Thanks Frederik. For me, Montsegur 1244 stands out as a great experience even among a weekend of great experiences. And thanks to the other players who brought awesome surprise twists and pathos.

    Thanks!
  • I agree that it could be generalized. I immediately thought of the siege of Königsberg in 1945, although the beliefs you would be burning for might be distasteful and have no relativism. The cool thing about Montsegur is the wide open book that is Cathar belief.
  • Wow, I didn't know the break was mandated in the rules!

    ...

    The rules should also mandate cookies...
  • I played Cecille and Phillipa. The idea of the "Perfects" really goes against every life-affirming ethic in my body, but I couldn't stop playing Cecille to her austere and principled doom. When the stomach cancer (my explanation for her taking consolamentum) finally tore open her guts as she marched to her appointed pyre, I thought "yeah...this feels like exactly the kind of mercy her faith would give her, rather than feeling every last lick of flame". sigh.

    To me, it felt very "Polaris"-arc like. I liked that. In that sense, it seems to me you could come up with a zillion different tragic settings that would fit the structure.

    I also have to put up a third vote on the power of narration-stealing cards. VERY AWESOME! It let that aggressive energy that a lot of us have, get an outlet in a really constructive way.
  • Cecille was a powerfully memorable character as portrayed by you, Willem. One of my favorite scenes was the final offering of consolamentum during the true, before we all marched down the mountain. I basically set that up and then turned it over to you as Cecille, Johnzo as Bernard and Chris as Faye. It was awesome to watch.
  • Weird stuff you learn from reading history: Apparently the word "bugger" comes from propaganda about Cathar (Bougres) sexual practices. Huh.
  • Posted By: johnzo
    For me, a good siege tale is all about how the occupants wither or are reborn in the siege -- "The Mist" is my siege canon -- and so in both games I used my GM slice trying to provoke the PCs into facestabbing each other. If this is a good style for Montsegur, then the rules might need to push that a little harder. There is another post waiting to be born here, I think.
    John, I'd like to hear more about this in another thread. I am not familiar with The Mist.
    Posted By: Caesar_XIn some ways Montsegur 1244 changed the way I thought about gaming.
    Chris, I'd very much like to hear more about this, perhaps in another thread.

    Scene cards and scene framing: Using scene cards to add a scene at the end is perfectly ok. I've seen players frame multiple scenes in row as their "scene" and I've seen players giving back narration to the original scene framer after an interrupt. Neither is explicit in the rules, but I think it fits naturally with the type of play. I hint at this play style e.g. in the example by having the player framing the scene ask another player to play a particular character in the scene, rather than state it.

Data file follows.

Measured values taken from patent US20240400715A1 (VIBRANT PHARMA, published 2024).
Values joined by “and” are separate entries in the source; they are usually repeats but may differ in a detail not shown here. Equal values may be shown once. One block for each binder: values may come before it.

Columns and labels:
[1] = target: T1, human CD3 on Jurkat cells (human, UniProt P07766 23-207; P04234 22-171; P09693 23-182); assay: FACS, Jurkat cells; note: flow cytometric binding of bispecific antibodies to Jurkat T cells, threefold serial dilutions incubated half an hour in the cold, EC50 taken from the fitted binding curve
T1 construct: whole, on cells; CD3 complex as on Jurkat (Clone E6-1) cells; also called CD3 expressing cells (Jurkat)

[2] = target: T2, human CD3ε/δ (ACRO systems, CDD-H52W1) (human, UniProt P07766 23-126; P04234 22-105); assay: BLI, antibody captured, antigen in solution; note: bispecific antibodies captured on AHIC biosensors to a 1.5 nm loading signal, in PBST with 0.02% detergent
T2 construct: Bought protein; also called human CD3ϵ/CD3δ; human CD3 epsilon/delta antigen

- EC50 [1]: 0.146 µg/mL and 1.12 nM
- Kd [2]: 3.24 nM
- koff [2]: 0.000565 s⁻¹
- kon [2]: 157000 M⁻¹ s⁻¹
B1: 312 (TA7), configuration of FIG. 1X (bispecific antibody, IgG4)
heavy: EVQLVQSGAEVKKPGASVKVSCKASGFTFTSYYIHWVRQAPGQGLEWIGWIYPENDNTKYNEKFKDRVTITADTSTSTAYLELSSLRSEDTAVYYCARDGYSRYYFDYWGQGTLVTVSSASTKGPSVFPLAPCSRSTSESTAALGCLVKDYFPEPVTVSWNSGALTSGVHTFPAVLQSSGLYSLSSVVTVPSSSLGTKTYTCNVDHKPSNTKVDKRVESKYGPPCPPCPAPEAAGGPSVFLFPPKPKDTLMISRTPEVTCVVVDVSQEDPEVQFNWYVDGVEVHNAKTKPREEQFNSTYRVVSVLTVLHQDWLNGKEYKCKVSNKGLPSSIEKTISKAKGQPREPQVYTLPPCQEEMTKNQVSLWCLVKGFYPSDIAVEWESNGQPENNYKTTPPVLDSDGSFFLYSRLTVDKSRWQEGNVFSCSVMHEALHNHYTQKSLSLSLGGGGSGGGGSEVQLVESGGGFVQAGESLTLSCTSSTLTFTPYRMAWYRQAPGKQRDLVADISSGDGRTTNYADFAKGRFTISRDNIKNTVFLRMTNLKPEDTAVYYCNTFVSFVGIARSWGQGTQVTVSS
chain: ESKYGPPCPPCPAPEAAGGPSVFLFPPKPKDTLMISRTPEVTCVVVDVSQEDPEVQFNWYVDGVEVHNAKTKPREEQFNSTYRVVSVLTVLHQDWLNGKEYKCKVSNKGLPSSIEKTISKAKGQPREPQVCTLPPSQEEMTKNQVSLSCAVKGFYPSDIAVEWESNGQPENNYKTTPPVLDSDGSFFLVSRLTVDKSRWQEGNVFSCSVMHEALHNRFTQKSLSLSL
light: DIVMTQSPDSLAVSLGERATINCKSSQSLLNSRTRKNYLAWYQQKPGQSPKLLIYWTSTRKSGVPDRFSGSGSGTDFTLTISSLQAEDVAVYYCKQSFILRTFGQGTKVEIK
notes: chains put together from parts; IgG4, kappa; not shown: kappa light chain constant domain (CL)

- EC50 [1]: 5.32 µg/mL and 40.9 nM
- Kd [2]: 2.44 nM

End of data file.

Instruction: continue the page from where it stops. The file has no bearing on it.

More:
Posted By: AlanIf not a map, how about a list of suggested locations? I just could not keep track of all the different locations mentioned in the "Montsegur" descriptive passage.
    It is a fine balance. I don't want to restrict locations to a particular setup of the castle, but I do want to hint at some particularities (like the water reservoir). The current solution is the background sheet and some locations hinted at by scene cards and story cards. At one point I had locations written on the map on the board, but it became too messy. A list could work, but I don't want information overload and I don't want locations to be restricted to these.
    Posted By: Alan
    Have you considered that you could produce a series of related games using the rules and format as a template? I suppose the hard part would be finding a situation that throws an issue like fanaticism and cruelty into such contrast. Masada for example. The Fall of Berlin. Jim Jones koolaid club.
    Yes, the framework can certainly be used to tell other stories. And yes, the hard part is to find a situation that fits well enough. If anybody out there has a good candidate, then go ahead and try it out. I won't patent the framework (or maybe the framework should have a ShareAlike license?). My current game-in-design does not fit, so I'm boxing around with that idea until I get the right angle of attack.
  • Posted By: Frederik J. JensenHow did the prologue work for you? Was it tricky to frame? To finish?
    I think we floundered a bit with the required outcome that Bernard had to kill the Inquisitor, because the scene felt like it ought to go in a different direction.